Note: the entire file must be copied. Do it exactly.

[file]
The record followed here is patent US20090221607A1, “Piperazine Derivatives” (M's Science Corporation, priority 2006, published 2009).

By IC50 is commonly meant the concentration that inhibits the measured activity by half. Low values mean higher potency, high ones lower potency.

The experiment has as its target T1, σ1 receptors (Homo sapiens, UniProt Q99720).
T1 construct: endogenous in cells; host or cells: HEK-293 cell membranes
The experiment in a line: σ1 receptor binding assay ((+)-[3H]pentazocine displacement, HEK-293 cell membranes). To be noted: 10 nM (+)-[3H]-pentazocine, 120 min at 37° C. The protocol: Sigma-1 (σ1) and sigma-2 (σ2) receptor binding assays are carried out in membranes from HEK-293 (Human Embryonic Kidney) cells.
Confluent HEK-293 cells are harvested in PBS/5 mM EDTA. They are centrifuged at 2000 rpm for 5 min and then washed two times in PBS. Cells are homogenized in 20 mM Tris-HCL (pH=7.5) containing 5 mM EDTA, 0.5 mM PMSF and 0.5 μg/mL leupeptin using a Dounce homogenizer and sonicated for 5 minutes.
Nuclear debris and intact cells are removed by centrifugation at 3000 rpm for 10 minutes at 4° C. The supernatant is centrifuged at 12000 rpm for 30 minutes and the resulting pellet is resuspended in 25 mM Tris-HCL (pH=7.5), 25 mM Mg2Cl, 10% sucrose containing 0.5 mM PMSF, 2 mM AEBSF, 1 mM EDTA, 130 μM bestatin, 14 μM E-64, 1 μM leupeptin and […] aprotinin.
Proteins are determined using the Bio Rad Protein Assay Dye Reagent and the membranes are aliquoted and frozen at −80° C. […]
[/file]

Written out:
The record followed here is patent US20090221607A1, “Piperazine Derivatives” (M's Science Corporation, priority 2006, published 2009).

By IC50 is commonly meant the concentration that inhibits the measured activity by half. Low values mean higher potency, high ones lower potency.

The experiment has as its target T1, σ1 receptors (Homo sapiens, UniProt Q99720).
T1 construct: endogenous in cells; host or cells: HEK-293 cell membranes
The experiment in a line: σ1 receptor binding assay ((+)-[3H]pentazocine displacement, HEK-293 cell membranes). To be noted: 10 nM (+)-[3H]-pentazocine, 120 min at 37° C. The protocol: Sigma-1 (σ1) and sigma-2 (σ2) receptor binding assays are carried out in membranes from HEK-293 (Human Embryonic Kidney) cells.
Confluent HEK-293 cells are harvested in PBS/5 mM EDTA. They are centrifuged at 2000 rpm for 5 min and then washed two times in PBS. Cells are homogenized in 20 mM Tris-HCL (pH=7.5) containing 5 mM EDTA, 0.5 mM PMSF and 0.5 μg/mL leupeptin using a Dounce homogenizer and sonicated for 5 minutes.
Nuclear debris and intact cells are removed by centrifugation at 3000 rpm for 10 minutes at 4° C. The supernatant is centrifuged at 12000 rpm for 30 minutes and the resulting pellet is resuspended in 25 mM Tris-HCL (pH=7.5), 25 mM Mg2Cl, 10% sucrose containing 0.5 mM PMSF, 2 mM AEBSF, 1 mM EDTA, 130 μM bestatin, 14 μM E-64, 1 μM leupeptin and […] aprotinin.
Proteins are determined using the Bio Rad Protein Assay Dye Reagent and the membranes are aliquoted and frozen at −80° C. […]